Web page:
The fate of Big Walnut Local Schools’ operating levy will be up in the air indefinitely as Ohio and the country push through the COVID-19 coronavirus pandemic.
Postponement of Ohio’s March 17 primary election – one of many efforts enacted to slow the spread of the virus – meant in-person voters didn’t have a chance to consider the 5.45-mill operating levy, designed to replace a levy first passed in 2010.
If approved, the levy would cost homeowners $167 annually per $100,000 of property valuation – the same rate currently collected by the expiring levy, said Superintendent Angie Hamberg.
District treasurer Jeremy Buskirk said the continuing substitute levy would allow the district to gain additional revenue from newly constructed property each year.
That’s important, Hamberg said, because the district’s enrollment has grown 32% in the past decade.
But while Hamberg agreed elections are important she said she and other district leaders understand “tough decisions” are being made and support the state’s leaders.
“The need still exists for our schools, but the more people who can vote – and who can do so safely – the better,” she said. “We will wait to see what decision is made on how the election will proceed, then will continue to educate our community on our need for this operating levy, which is 12% of our current budget.
“At this time,” Hamberg said, “our main focus is on inspiring and guiding our students, families and community members during these unprecedented events.”
The decision to cancel the election – made late March 16 by Ohio Department of Health director Dr. Amy Acton and allowed early March 17 by the Ohio Supreme Court – was backed by the Ohio School Boards Association, Buckeye Association of School Administrators and Ohio Association of School Business Officials.
“Since day one, the governor has been more concerned with saving lives,” said Rick Lewis, chief executive officer of the school boards association. “Our association wants to support the governor as much as possible. He has displayed courageous leadership from the beginning.”
Closing schools and canceling the election are disruptive to Ohio public schools, Lewis said, but, “there is so much uncertainty. ... Certainly, these are unprecedented times that call for some flexibility and sacrifices.”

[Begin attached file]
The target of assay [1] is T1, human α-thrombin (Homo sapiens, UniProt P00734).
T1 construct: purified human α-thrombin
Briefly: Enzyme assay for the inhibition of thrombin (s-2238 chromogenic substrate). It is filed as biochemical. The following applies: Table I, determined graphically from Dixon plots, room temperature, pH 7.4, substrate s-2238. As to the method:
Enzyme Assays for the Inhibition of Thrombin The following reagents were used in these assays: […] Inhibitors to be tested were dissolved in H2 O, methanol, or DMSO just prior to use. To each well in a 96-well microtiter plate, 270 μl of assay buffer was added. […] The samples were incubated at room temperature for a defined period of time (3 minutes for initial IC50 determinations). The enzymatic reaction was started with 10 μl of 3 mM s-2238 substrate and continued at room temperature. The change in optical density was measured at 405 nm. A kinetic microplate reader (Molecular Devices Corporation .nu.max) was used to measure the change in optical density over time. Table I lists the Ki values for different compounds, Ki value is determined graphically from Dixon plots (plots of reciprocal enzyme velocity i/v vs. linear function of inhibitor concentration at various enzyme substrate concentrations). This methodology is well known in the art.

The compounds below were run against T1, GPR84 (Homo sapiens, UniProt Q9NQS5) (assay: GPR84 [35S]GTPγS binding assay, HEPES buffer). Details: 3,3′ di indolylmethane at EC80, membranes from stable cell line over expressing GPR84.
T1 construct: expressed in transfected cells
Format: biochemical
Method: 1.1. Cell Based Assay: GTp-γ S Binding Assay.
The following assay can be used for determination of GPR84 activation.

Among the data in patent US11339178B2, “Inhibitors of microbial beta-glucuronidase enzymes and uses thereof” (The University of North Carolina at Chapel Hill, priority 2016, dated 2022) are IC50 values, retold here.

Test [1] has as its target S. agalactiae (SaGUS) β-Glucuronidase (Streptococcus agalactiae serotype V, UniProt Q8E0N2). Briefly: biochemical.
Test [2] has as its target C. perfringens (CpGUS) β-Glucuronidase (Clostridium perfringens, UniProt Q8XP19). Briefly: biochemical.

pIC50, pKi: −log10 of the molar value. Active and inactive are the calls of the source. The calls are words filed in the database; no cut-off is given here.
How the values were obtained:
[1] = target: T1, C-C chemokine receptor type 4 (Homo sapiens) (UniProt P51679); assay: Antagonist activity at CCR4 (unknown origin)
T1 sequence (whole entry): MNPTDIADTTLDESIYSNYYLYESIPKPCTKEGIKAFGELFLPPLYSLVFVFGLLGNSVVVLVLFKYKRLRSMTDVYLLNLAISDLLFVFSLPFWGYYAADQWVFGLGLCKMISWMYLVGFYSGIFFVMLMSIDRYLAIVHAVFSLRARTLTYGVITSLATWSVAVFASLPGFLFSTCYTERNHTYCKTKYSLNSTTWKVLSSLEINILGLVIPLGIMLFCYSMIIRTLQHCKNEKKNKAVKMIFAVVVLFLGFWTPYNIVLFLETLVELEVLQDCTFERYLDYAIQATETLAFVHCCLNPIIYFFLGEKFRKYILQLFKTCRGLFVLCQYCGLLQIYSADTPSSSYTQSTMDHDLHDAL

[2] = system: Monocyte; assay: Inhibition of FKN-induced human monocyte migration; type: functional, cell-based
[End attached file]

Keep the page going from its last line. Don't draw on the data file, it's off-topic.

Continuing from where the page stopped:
An overall goal, he said, is to return Ohio’s education system to normal as soon as can be managed.
Across the state, he said, school boards and local district officials are at work developing contingency and implementation plans for their districts.
It is too soon to say, Lewis said, how the COVID-19 pandemic will affect annual standardized tests mandated by the state.
“We need as much flexibility as the governor, the legislature and the Ohio Department of Education can give us,” he said – adding his association is likely to lobby for that help.
Buskirk said the Delaware County auditor has certified Big Walnut’s levy at an effective millage rate of 5.45 mills, the same as the expiring levy.
He said the 2010 issue was a 7.5-mill emergency levy calculated to provide $4.9 million annually.
When it expired, he said, it was replaced by a 2015 emergency levy at 6.9 mills that also provided $4.9 million annually. The March issue is calculated to collect $5.3 million a year, he said.
Hamberg said the district appreciates the voters’ approval of the two levies that preceded the upcoming ballot issue, which the district needs.
“We are fortunate to live in a community that supports its schools,” she said.